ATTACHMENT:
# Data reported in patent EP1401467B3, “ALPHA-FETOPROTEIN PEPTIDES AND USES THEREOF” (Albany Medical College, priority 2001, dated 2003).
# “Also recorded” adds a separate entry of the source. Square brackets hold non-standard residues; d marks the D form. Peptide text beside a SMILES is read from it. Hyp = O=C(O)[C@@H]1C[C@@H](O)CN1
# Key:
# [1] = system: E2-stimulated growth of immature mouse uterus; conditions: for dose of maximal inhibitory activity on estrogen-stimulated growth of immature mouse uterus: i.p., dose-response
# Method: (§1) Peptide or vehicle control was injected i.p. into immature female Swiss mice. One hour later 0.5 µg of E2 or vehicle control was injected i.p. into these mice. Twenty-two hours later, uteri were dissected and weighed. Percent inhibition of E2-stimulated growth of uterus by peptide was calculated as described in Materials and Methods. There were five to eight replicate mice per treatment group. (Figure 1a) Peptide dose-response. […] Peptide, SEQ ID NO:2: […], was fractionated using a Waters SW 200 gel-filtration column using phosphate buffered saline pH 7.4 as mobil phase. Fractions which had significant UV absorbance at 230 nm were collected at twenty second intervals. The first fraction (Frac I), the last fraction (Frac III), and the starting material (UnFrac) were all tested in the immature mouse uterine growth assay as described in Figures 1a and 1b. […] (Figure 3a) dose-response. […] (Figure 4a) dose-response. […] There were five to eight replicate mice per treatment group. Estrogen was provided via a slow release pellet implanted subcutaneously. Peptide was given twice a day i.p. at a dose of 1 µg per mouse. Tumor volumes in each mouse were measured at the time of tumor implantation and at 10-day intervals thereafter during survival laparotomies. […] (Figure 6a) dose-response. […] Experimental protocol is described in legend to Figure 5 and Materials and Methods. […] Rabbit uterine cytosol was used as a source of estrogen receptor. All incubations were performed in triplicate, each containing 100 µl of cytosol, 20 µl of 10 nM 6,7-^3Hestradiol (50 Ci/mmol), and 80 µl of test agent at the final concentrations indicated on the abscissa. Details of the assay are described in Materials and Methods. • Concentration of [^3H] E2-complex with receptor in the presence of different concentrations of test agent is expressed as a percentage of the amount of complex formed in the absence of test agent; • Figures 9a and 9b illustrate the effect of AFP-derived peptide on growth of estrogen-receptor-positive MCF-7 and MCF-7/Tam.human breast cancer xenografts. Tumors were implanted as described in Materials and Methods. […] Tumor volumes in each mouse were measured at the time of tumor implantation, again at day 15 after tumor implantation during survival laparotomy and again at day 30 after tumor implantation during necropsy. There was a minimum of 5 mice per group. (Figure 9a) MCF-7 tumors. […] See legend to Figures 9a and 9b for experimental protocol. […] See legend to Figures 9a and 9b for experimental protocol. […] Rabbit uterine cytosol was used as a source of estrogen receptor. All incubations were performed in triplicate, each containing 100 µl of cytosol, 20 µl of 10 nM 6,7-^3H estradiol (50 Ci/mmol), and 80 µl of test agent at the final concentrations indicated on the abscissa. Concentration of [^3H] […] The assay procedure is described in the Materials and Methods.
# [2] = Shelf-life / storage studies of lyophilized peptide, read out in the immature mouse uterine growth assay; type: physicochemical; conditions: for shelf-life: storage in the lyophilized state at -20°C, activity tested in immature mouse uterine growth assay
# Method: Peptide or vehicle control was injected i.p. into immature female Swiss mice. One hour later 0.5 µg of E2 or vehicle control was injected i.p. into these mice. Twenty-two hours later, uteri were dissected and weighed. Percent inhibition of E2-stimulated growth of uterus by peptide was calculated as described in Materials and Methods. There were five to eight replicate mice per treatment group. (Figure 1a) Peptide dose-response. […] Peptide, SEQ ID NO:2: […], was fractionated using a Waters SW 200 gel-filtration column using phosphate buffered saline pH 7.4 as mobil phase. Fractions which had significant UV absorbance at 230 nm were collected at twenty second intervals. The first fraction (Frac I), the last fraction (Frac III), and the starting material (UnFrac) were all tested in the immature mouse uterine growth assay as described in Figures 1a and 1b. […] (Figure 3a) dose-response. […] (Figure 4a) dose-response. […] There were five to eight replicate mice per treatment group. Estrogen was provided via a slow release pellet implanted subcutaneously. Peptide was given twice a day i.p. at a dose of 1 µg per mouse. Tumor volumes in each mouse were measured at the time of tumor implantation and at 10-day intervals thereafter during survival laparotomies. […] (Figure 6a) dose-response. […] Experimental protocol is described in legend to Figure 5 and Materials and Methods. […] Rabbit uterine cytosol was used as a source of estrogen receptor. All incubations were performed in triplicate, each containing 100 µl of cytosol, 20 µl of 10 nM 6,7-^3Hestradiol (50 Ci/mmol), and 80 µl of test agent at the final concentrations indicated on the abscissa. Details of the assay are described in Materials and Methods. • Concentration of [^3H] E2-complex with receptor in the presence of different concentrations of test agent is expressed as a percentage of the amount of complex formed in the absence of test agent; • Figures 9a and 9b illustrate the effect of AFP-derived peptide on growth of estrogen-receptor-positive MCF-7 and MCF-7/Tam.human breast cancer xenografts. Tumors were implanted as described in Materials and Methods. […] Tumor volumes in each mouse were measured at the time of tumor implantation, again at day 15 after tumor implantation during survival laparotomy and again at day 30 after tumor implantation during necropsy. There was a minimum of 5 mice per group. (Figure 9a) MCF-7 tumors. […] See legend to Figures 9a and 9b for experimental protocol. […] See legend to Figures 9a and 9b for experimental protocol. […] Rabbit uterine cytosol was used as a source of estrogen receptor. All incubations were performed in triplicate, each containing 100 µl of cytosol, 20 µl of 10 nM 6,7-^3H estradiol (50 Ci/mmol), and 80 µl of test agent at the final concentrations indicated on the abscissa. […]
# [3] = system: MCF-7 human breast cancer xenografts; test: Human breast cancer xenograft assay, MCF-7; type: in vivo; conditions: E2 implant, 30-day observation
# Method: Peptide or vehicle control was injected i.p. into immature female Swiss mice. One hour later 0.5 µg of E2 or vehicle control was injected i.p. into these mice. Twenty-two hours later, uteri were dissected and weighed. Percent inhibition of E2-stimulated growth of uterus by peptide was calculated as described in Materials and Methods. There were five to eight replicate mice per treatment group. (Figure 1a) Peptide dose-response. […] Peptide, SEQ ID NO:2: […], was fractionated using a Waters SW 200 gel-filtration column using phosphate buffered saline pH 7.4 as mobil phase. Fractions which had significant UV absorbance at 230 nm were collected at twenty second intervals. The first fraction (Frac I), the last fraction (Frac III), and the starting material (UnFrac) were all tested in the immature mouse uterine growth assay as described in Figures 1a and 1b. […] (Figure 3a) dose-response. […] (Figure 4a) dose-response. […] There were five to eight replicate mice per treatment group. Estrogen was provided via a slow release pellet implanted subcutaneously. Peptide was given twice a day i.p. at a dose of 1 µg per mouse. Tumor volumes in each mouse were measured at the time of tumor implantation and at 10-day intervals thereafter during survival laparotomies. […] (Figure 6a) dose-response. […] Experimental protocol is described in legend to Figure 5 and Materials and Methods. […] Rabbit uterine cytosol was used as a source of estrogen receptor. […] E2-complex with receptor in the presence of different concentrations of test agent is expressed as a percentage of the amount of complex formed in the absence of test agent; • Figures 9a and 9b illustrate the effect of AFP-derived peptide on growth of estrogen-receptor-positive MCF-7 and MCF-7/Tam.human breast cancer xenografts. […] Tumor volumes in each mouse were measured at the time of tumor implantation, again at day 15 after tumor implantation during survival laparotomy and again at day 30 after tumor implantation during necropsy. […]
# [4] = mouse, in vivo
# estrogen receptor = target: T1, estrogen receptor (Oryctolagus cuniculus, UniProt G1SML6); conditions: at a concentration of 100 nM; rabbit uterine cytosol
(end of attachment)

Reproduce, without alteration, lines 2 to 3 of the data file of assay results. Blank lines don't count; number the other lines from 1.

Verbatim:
# “Also recorded” adds a separate entry of the source. Square brackets hold non-standard residues; d marks the D form. Peptide text beside a SMILES is read from it. Hyp = O=C(O)[C@@H]1C[C@@H](O)CN1
# Key: